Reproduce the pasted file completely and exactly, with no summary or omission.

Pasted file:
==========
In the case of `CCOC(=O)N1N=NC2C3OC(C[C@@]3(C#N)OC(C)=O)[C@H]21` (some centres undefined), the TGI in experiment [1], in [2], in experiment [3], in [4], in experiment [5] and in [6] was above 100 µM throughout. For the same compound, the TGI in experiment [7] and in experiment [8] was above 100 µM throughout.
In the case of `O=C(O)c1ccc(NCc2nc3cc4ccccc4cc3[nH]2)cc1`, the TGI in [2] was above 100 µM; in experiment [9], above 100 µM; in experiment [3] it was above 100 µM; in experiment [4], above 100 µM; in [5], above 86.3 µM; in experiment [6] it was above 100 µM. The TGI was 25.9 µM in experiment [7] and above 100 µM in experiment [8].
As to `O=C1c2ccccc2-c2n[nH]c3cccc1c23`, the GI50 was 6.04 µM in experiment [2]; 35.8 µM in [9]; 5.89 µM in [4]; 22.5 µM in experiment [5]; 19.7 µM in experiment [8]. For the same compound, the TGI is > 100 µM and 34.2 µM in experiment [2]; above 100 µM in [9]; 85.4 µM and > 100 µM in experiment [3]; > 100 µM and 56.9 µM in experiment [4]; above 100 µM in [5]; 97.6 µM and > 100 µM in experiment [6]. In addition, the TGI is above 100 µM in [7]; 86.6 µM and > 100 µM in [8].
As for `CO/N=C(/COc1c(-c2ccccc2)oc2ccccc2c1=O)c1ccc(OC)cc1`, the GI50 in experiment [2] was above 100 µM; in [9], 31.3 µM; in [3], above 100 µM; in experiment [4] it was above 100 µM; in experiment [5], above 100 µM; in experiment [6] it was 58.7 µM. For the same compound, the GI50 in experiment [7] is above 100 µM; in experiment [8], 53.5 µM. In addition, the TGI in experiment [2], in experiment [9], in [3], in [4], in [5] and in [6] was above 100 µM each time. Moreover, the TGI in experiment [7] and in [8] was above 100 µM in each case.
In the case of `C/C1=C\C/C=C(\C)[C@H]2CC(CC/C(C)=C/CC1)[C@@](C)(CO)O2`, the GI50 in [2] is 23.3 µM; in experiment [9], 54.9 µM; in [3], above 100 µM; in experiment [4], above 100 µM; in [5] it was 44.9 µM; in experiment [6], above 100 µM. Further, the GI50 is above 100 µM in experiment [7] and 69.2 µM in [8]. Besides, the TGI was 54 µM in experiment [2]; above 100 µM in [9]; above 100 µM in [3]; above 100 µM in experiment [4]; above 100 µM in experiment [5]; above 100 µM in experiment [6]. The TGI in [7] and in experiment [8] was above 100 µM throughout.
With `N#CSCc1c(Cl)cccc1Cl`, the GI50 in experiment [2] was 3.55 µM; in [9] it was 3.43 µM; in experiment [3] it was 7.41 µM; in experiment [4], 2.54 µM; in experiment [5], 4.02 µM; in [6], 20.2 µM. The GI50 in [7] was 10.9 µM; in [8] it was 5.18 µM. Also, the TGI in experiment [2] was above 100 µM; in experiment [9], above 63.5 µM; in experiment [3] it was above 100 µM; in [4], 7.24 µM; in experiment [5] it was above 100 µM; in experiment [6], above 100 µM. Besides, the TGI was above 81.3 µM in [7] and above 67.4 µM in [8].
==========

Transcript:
In the case of `CCOC(=O)N1N=NC2C3OC(C[C@@]3(C#N)OC(C)=O)[C@H]21` (some centres undefined), the TGI in experiment [1], in [2], in experiment [3], in [4], in experiment [5] and in [6] was above 100 µM throughout. For the same compound, the TGI in experiment [7] and in experiment [8] was above 100 µM throughout.
In the case of `O=C(O)c1ccc(NCc2nc3cc4ccccc4cc3[nH]2)cc1`, the TGI in [2] was above 100 µM; in experiment [9], above 100 µM; in experiment [3] it was above 100 µM; in experiment [4], above 100 µM; in [5], above 86.3 µM; in experiment [6] it was above 100 µM. The TGI was 25.9 µM in experiment [7] and above 100 µM in experiment [8].
As to `O=C1c2ccccc2-c2n[nH]c3cccc1c23`, the GI50 was 6.04 µM in experiment [2]; 35.8 µM in [9]; 5.89 µM in [4]; 22.5 µM in experiment [5]; 19.7 µM in experiment [8]. For the same compound, the TGI is > 100 µM and 34.2 µM in experiment [2]; above 100 µM in [9]; 85.4 µM and > 100 µM in experiment [3]; > 100 µM and 56.9 µM in experiment [4]; above 100 µM in [5]; 97.6 µM and > 100 µM in experiment [6]. In addition, the TGI is above 100 µM in [7]; 86.6 µM and > 100 µM in [8].
As for `CO/N=C(/COc1c(-c2ccccc2)oc2ccccc2c1=O)c1ccc(OC)cc1`, the GI50 in experiment [2] was above 100 µM; in [9], 31.3 µM; in [3], above 100 µM; in experiment [4] it was above 100 µM; in experiment [5], above 100 µM; in experiment [6] it was 58.7 µM. For the same compound, the GI50 in experiment [7] is above 100 µM; in experiment [8], 53.5 µM. In addition, the TGI in experiment [2], in experiment [9], in [3], in [4], in [5] and in [6] was above 100 µM each time. Moreover, the TGI in experiment [7] and in [8] was above 100 µM in each case.
In the case of `C/C1=C\C/C=C(\C)[C@H]2CC(CC/C(C)=C/CC1)[C@@](C)(CO)O2`, the GI50 in [2] is 23.3 µM; in experiment [9], 54.9 µM; in [3], above 100 µM; in experiment [4], above 100 µM; in [5] it was 44.9 µM; in experiment [6], above 100 µM. Further, the GI50 is above 100 µM in experiment [7] and 69.2 µM in [8]. Besides, the TGI was 54 µM in experiment [2]; above 100 µM in [9]; above 100 µM in [3]; above 100 µM in experiment [4]; above 100 µM in experiment [5]; above 100 µM in experiment [6]. The TGI in [7] and in experiment [8] was above 100 µM throughout.
With `N#CSCc1c(Cl)cccc1Cl`, the GI50 in experiment [2] was 3.55 µM; in [9] it was 3.43 µM; in experiment [3] it was 7.41 µM; in experiment [4], 2.54 µM; in experiment [5], 4.02 µM; in [6], 20.2 µM. The GI50 in [7] was 10.9 µM; in [8] it was 5.18 µM. Also, the TGI in experiment [2] was above 100 µM; in experiment [9], above 63.5 µM; in experiment [3] it was above 100 µM; in [4], 7.24 µM; in experiment [5] it was above 100 µM; in experiment [6], above 100 µM. Besides, the TGI was above 81.3 µM in [7] and above 67.4 µM in [8].